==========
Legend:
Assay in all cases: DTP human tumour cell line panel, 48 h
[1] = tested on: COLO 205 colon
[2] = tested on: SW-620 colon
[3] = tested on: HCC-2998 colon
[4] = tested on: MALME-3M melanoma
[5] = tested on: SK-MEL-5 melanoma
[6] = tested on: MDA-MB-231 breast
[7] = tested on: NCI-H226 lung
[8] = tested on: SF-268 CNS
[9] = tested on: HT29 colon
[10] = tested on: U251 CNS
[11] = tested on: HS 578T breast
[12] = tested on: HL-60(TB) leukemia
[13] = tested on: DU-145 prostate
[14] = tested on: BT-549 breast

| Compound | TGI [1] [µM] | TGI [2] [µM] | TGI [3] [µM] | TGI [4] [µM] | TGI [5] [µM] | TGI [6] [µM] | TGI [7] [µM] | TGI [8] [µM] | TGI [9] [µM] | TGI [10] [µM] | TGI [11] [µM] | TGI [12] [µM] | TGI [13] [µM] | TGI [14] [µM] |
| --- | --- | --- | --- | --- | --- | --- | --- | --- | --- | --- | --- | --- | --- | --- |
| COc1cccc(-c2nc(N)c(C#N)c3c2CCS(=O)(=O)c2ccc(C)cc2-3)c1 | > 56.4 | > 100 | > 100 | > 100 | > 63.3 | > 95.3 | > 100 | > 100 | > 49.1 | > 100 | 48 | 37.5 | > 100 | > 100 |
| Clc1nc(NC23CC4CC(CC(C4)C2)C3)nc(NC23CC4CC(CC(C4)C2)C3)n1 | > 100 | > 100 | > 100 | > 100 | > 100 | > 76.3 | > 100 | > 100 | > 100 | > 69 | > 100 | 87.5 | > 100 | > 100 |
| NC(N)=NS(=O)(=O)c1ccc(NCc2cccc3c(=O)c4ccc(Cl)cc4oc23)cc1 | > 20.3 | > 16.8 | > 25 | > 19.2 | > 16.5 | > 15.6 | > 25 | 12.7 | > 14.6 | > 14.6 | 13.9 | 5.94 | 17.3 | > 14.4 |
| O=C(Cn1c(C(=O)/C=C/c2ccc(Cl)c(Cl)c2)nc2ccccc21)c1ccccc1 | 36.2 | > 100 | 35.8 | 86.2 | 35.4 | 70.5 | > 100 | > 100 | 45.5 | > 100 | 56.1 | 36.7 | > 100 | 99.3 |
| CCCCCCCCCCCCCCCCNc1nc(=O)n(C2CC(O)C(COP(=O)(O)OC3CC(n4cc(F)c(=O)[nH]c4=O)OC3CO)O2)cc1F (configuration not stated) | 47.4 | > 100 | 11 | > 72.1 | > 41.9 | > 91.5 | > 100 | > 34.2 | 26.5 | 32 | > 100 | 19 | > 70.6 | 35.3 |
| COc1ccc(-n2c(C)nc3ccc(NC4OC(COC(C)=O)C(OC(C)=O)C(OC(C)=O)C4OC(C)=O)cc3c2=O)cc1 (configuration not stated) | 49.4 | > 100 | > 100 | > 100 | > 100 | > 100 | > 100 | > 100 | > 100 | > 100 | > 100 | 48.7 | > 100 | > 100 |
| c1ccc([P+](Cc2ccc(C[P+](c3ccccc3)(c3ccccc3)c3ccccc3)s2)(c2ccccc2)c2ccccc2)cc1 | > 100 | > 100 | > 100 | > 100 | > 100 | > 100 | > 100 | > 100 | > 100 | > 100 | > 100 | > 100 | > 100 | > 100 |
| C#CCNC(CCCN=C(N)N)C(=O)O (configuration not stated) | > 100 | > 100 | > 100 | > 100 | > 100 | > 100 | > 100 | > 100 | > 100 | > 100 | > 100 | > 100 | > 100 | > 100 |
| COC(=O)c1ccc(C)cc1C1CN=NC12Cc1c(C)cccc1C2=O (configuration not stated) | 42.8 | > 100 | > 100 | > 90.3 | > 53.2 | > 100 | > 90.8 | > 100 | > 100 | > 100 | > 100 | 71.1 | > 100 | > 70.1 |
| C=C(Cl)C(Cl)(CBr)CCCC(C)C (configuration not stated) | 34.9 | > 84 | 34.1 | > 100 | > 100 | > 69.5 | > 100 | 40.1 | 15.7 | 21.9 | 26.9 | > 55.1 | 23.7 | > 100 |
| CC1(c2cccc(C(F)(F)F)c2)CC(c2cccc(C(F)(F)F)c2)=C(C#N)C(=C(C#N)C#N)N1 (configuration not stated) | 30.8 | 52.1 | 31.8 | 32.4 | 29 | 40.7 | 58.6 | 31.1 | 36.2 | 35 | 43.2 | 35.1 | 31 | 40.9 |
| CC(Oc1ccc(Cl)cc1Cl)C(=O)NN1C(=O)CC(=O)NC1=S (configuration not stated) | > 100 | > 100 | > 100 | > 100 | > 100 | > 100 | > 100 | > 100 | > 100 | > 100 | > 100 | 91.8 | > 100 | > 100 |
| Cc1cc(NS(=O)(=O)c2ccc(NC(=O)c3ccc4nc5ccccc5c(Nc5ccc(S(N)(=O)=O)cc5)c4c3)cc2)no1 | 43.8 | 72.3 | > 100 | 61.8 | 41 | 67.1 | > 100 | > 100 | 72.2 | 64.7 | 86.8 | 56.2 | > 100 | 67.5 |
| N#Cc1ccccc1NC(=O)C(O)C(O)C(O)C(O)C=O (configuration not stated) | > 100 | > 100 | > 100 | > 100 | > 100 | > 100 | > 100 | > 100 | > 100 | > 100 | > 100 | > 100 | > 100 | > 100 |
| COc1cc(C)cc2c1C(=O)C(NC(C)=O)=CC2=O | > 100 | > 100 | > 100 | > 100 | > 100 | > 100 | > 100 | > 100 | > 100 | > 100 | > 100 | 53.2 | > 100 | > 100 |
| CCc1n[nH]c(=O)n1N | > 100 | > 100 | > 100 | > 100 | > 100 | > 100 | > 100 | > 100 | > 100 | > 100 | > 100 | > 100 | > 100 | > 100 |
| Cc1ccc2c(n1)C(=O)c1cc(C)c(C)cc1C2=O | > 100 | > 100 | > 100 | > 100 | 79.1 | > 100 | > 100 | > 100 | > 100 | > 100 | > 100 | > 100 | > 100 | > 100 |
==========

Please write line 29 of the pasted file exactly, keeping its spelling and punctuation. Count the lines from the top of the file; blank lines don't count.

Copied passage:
| CC1(c2cccc(C(F)(F)F)c2)CC(c2cccc(C(F)(F)F)c2)=C(C#N)C(=C(C#N)C#N)N1 (configuration not stated) | 30.8 | 52.1 | 31.8 | 32.4 | 29 | 40.7 | 58.6 | 31.1 | 36.2 | 35 | 43.2 | 35.1 | 31 | 40.9 |